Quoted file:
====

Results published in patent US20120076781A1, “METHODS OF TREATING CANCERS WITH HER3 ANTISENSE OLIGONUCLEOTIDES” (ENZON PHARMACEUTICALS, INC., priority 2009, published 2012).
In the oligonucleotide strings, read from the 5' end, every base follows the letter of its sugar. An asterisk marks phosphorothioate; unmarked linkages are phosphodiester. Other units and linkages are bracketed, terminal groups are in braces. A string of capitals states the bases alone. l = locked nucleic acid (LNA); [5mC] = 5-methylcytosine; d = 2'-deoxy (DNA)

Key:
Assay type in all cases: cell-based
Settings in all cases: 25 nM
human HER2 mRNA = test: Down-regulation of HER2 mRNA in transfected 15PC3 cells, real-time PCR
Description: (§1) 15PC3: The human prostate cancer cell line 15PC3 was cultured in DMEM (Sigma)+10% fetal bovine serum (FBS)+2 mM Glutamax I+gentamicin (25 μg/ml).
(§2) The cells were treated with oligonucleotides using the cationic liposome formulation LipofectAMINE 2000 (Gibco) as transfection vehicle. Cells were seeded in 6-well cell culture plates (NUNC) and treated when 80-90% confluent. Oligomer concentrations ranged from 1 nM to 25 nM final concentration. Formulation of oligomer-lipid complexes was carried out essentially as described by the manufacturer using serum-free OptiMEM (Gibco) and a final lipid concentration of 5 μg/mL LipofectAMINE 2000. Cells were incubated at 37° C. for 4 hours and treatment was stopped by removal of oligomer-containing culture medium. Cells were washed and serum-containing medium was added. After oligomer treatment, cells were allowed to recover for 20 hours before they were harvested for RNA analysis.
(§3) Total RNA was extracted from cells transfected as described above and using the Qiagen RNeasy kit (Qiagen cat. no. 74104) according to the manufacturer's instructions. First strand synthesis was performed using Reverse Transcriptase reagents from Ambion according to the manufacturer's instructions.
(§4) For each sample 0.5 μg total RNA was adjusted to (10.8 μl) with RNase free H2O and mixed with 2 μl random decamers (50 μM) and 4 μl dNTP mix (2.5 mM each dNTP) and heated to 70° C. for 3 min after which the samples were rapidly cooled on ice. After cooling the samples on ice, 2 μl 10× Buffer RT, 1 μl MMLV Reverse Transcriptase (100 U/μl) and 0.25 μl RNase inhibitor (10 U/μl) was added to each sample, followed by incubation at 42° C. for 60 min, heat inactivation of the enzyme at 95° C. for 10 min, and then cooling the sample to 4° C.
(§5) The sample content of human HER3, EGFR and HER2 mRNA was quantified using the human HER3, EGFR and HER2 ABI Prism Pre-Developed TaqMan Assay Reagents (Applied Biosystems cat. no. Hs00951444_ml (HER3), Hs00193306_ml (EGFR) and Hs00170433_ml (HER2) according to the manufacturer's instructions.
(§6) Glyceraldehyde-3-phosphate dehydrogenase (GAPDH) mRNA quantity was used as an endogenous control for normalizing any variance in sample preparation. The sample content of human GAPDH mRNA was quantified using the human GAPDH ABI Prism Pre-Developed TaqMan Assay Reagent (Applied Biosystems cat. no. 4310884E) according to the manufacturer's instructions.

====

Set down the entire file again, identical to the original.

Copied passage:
Results published in patent US20120076781A1, “METHODS OF TREATING CANCERS WITH HER3 ANTISENSE OLIGONUCLEOTIDES” (ENZON PHARMACEUTICALS, INC., priority 2009, published 2012).
In the oligonucleotide strings, read from the 5' end, every base follows the letter of its sugar. An asterisk marks phosphorothioate; unmarked linkages are phosphodiester. Other units and linkages are bracketed, terminal groups are in braces. A string of capitals states the bases alone. l = locked nucleic acid (LNA); [5mC] = 5-methylcytosine; d = 2'-deoxy (DNA)

Key:
Assay type in all cases: cell-based
Settings in all cases: 25 nM
human HER2 mRNA = test: Down-regulation of HER2 mRNA in transfected 15PC3 cells, real-time PCR
Description: (§1) 15PC3: The human prostate cancer cell line 15PC3 was cultured in DMEM (Sigma)+10% fetal bovine serum (FBS)+2 mM Glutamax I+gentamicin (25 μg/ml).
(§2) The cells were treated with oligonucleotides using the cationic liposome formulation LipofectAMINE 2000 (Gibco) as transfection vehicle. Cells were seeded in 6-well cell culture plates (NUNC) and treated when 80-90% confluent. Oligomer concentrations ranged from 1 nM to 25 nM final concentration. Formulation of oligomer-lipid complexes was carried out essentially as described by the manufacturer using serum-free OptiMEM (Gibco) and a final lipid concentration of 5 μg/mL LipofectAMINE 2000. Cells were incubated at 37° C. for 4 hours and treatment was stopped by removal of oligomer-containing culture medium. Cells were washed and serum-containing medium was added. After oligomer treatment, cells were allowed to recover for 20 hours before they were harvested for RNA analysis.
(§3) Total RNA was extracted from cells transfected as described above and using the Qiagen RNeasy kit (Qiagen cat. no. 74104) according to the manufacturer's instructions. First strand synthesis was performed using Reverse Transcriptase reagents from Ambion according to the manufacturer's instructions.
(§4) For each sample 0.5 μg total RNA was adjusted to (10.8 μl) with RNase free H2O and mixed with 2 μl random decamers (50 μM) and 4 μl dNTP mix (2.5 mM each dNTP) and heated to 70° C. for 3 min after which the samples were rapidly cooled on ice. After cooling the samples on ice, 2 μl 10× Buffer RT, 1 μl MMLV Reverse Transcriptase (100 U/μl) and 0.25 μl RNase inhibitor (10 U/μl) was added to each sample, followed by incubation at 42° C. for 60 min, heat inactivation of the enzyme at 95° C. for 10 min, and then cooling the sample to 4° C.
(§5) The sample content of human HER3, EGFR and HER2 mRNA was quantified using the human HER3, EGFR and HER2 ABI Prism Pre-Developed TaqMan Assay Reagents (Applied Biosystems cat. no. Hs00951444_ml (HER3), Hs00193306_ml (EGFR) and Hs00170433_ml (HER2) according to the manufacturer's instructions.
(§6) Glyceraldehyde-3-phosphate dehydrogenase (GAPDH) mRNA quantity was used as an endogenous control for normalizing any variance in sample preparation. The sample content of human GAPDH mRNA was quantified using the human GAPDH ABI Prism Pre-Developed TaqMan Assay Reagent (Applied Biosystems cat. no. 4310884E) according to the manufacturer's instructions.